Are you ready for potential tax changes? Five tips for communicating to share plan participants

We could all be facing significant share plan changes if the UK Government acts on the recommendations of a recent commissioned review by the Office of Tax Simplification (OTS) – so now is the time to start planning.

This review explores potential revenue streams in response to national debt soaring. The OTS issued the first of two reports in November 2020, focused on the reform of capital gains tax (CGT).

The potential impact? Growth shares are clearly in the spotlight, but tax-approved all-employee share plans have not escaped either – the Save As You Earn (SAYE), also known as Sharesave, as well as the Share Incentive Plan (SIP), could both risk having their tax reliefs removed or reduced. 

This is being challenged by several industry bodies participating in the consultations, including ProShare, and the impact on SAYE and SIP is looking positive at this stage. However, it’s still in everyone’s best interests to start thinking and planning ahead, particularly around providing clear, concise and jargon-free communications to colleagues.

Communicating through change 

Whether it’s an organisational restructure or understanding the implications of tax changes, we should all be mindful of the different emotions we experience during the ‘change curve’.

For those not familiar with the change curve, it’s a model tracking our five emotional states during change – similar to when we grieve: shock, denial, anger, depression and acceptance. Not everyone agrees with each stage, but it’s still useful to consider the mixed emotions individuals experience.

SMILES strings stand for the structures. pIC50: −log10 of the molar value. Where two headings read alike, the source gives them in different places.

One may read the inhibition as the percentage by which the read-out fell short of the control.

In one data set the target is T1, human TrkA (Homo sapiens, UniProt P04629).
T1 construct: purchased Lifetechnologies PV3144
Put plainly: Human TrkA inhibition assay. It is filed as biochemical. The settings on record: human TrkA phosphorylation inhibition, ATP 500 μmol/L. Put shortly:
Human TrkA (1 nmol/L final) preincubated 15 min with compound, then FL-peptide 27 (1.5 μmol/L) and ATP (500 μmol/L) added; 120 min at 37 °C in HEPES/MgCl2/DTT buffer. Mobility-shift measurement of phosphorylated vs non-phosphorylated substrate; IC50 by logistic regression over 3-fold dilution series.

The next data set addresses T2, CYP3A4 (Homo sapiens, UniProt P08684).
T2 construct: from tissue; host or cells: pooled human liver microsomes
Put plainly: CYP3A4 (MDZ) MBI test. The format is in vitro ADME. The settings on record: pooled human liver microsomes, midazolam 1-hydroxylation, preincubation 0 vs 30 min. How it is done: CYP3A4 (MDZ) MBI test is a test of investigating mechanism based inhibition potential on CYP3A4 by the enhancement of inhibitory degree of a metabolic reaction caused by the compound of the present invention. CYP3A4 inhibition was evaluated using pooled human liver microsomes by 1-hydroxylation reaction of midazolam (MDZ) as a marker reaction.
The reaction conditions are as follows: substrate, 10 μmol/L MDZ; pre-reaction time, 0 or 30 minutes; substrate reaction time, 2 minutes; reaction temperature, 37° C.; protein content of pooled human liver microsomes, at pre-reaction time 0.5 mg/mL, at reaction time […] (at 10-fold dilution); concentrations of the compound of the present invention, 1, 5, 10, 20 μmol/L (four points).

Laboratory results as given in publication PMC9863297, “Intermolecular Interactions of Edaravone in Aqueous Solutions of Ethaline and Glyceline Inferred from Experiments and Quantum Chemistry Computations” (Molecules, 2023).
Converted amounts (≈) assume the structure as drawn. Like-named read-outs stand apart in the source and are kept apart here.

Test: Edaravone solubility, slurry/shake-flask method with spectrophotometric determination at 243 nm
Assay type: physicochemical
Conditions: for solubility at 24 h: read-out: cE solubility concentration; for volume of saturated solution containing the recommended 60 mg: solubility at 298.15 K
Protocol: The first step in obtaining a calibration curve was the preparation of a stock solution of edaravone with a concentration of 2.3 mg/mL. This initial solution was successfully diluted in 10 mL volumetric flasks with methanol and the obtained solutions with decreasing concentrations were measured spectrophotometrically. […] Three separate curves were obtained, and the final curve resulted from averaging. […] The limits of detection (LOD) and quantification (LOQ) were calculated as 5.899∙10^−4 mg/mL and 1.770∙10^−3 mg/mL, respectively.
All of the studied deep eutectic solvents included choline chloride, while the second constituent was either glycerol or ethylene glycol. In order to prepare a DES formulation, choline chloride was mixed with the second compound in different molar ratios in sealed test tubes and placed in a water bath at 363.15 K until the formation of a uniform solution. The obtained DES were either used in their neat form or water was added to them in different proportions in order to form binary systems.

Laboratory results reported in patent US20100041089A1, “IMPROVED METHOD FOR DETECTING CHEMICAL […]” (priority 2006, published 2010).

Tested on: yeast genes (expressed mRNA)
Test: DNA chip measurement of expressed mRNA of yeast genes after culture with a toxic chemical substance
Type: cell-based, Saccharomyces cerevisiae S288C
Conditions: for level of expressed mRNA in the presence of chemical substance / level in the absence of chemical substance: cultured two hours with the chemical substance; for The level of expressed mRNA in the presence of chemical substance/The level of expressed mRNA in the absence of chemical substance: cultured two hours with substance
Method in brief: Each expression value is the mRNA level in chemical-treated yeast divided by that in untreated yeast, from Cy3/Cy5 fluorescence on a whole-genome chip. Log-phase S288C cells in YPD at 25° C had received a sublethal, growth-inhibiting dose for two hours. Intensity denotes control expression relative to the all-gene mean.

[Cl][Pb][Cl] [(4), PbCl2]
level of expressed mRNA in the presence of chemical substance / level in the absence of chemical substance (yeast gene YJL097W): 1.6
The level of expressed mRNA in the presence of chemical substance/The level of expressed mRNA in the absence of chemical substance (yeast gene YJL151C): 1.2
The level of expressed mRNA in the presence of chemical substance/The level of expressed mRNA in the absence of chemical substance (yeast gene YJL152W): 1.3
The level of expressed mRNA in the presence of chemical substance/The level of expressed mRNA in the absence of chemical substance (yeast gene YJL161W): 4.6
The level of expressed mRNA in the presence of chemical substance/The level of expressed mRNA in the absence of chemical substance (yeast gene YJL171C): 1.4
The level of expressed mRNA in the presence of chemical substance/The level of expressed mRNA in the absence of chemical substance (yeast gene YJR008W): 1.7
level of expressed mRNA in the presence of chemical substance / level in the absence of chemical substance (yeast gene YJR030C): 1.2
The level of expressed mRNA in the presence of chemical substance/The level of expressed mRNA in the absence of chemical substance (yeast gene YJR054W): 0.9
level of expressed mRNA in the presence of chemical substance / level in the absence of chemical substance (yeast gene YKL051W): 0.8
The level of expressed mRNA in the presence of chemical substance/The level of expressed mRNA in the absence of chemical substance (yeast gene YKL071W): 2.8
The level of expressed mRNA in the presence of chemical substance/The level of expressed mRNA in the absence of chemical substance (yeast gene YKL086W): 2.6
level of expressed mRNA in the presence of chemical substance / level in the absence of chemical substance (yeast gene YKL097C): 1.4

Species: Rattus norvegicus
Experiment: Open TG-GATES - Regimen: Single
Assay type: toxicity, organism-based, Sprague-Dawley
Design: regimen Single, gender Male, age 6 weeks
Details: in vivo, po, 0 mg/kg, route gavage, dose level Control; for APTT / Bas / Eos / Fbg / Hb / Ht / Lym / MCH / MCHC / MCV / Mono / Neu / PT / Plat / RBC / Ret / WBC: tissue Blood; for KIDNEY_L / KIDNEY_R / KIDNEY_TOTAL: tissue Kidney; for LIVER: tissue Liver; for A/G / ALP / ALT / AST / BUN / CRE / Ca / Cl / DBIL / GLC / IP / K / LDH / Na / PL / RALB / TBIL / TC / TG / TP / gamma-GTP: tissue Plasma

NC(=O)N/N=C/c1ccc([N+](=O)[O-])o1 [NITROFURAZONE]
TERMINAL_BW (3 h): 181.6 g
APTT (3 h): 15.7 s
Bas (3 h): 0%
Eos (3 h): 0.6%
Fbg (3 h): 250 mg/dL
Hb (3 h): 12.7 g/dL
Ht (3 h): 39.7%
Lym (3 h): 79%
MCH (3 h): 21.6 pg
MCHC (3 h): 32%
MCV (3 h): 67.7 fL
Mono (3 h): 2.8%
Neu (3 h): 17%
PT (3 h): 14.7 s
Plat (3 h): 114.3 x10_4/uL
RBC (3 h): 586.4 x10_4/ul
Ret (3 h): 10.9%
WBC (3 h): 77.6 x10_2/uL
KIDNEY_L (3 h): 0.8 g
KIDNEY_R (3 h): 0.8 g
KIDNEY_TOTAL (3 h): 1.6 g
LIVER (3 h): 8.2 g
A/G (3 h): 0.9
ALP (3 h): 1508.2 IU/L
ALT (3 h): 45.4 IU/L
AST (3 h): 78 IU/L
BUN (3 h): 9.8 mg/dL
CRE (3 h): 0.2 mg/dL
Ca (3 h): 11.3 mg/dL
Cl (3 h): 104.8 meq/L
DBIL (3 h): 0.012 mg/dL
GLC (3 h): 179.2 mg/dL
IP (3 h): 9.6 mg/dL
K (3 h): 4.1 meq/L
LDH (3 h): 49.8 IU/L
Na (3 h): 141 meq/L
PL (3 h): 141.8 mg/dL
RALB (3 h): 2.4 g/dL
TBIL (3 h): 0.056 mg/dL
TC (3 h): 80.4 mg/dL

A change to CGT would really shake engagement levels as tax efficiencies are a clear incentive for people to join share plans. People would undoubtedly start reevaluating if plans were right for them – and without clear information presented in a digestible way, we risk losing participants or see them make ill-informed decisions.

So, to make sure colleagues don’t become overwhelmed with tax changes if they’re announced following the second report, here are five ways you can minimise the confusion and stress for those coming to terms with change:

1. Little and often
When we receive unexpected news, there’s often an initial shock followed by a period of defiance. It’s common to reject the idea change will impact us, so it’s best to deliver clear and frequent bite size chunks of information whilst people come to terms with things, without creating information overload. Face-to-face communications are vital and it’s helpful to continually promote where individuals can access additional information for after any shock wears off.

2. Make the changes visual
People need varying degrees of support to get through confusing situations, and turning complex information into easy to understand visuals helps a huge proportion of us. Be empathetic to the language most people will understand, extract the key bits of information and present it with clear graphics to emphasise the points you want to convey. For instance, an infographic explaining a ‘before and after’ view can really bring scenarios to life.